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Word fun in Nabokov's Lolita

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If you're a fan of word play, you probably already know how much fun Nabokov had penning Lolita. There's hardly a page in the novel that doesn't make good use of a pun, play on words, or other cool lit-device. There are also dozens upon dozens of allusions to Poe, Joyce, Flaubert, Shakespeare, Keats, Melville, and on and on. It is, by this writer's way of thinking, one of the busiest novels written in recent history, if you're into reading between the lines. Here are some of my favorite examples.

1. Vivian Darkbloom

Let's start with perhaps the most famous, Vivian Darkbloom, the mistress of antagonist Clare Quilty. Ms. Darkbloom's name is a simple anagram of Vladimir Nabokov.

2. Edgar

There are a lot of references to Edgar Allan Poe throughout the novel. This is partly due to the fact that Poe was the master of word play, and partly to the fact that Poe married his 13-year-old cousin. One of the more obvious references is when H.H. checks into his first motel with Lolita (who, don't forget, is only 12 in the novel), and signs in as Dr. Edgar H. Humbert.

3. Blanche Schwarzmann

In the novel's foreword, penned by the fictitious John Ray, Jr., Ph.D., (to give "˜authenticity' to the confessional style of the novel), a certain psychologist named Dr. Blanche Schwarzmann is quoted (to give even more "˜validity' to that which is already clearly fake). Blanche is, of course, white in French. And schwarz is black in German, so her name is actually Dr. White Blackman. Nabokov believed that Freudian psychologists, like Dr. Schwarzmann, see everything in black and white.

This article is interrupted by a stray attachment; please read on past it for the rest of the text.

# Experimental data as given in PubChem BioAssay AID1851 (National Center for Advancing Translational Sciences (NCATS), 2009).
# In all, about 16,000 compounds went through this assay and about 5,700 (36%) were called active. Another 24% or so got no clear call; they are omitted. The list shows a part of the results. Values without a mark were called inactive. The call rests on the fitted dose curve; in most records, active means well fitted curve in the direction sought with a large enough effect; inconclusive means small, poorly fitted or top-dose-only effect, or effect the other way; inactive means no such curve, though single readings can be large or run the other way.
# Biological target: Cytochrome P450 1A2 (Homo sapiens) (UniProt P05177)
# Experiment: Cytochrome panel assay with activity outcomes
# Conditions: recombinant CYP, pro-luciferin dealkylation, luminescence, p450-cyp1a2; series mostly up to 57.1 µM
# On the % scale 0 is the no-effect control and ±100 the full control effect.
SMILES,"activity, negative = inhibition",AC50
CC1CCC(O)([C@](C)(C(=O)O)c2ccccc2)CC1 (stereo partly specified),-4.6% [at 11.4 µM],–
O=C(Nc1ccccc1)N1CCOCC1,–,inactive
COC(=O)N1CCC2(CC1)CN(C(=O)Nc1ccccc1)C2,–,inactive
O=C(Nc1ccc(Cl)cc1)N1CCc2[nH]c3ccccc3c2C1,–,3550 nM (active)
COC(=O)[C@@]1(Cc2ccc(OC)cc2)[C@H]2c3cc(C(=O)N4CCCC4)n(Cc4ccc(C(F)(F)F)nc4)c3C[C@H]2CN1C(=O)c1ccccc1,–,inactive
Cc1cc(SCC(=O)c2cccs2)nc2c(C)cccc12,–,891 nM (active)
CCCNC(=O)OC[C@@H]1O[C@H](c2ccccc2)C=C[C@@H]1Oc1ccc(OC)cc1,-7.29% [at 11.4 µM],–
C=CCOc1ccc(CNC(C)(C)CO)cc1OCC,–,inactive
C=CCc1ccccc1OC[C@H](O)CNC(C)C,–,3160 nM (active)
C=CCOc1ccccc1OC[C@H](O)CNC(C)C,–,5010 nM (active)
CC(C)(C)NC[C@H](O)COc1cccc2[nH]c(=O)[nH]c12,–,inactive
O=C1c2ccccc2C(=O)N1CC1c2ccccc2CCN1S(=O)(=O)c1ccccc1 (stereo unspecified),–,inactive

4. Double Ds

Nabokov loves to have fun with phonetics and double consonants throughout the novel. Humbert Humbert is just one in a long succession, including Gaston Godin, Mesmer Mesmer and Harold D. Doublename. This word play applies to the names of the places and towns Lolita and H.H. visit along the road, too. Places like Hazy Hills, Kumfy Kabins, Hobby House, Raspberry Room, Pierre Point, and many more.

5. Pardon my French

Nabokov's mother tongue was Russian, of course, as he was born in Saint Petersburg in 1899. His first books were written in Russian, and, later, French (he eventually wound up in Paris in the late 1930s before moving to the US). These facts make Lolita, and all the word play, all the more amazing, because it was written not in Russian or French, but English. Still, his fluency in Russian and French play a small part in the novel. For instance, there is a man in the novel referred to as the "˜White Russian ex-colonel' who lives and works in Paris. When he speaks, he speaks in French, and says, "J'ai demannde pardonne" If you know your French, you know that the White Russian's grammar is wrong. It should, of course, be Je, not J'ai. And demannde and pardonne both have extra N's. Why? Because this is how a Russian would pronounce French, emphasizing that consonant.

6. PO Box

When Nabokov creates a name or even a thing in Lolita, he always makes sure to have fun with the words. For instance, H.H. has his mail forwarded to a couple different post boxes. The first is called P.O. Wace (that would be POW, of course, or the prison H.H. has created for himself); the second is called P.O. Elphinstone, another reference to old Edgar Allan.

These are just a spit in the bucket, though. Take a fine-tooth comb to Lolita and you could fill an entire book noting the allusions, homages, and word plays. Have a favorite of your own, drop it in the comments below. Let's get a list going.

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iStock // Ekaterina Minaeva
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Man Buys Two Metric Tons of LEGO Bricks; Sorts Them Via Machine Learning
May 21, 2017
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iStock // Ekaterina Minaeva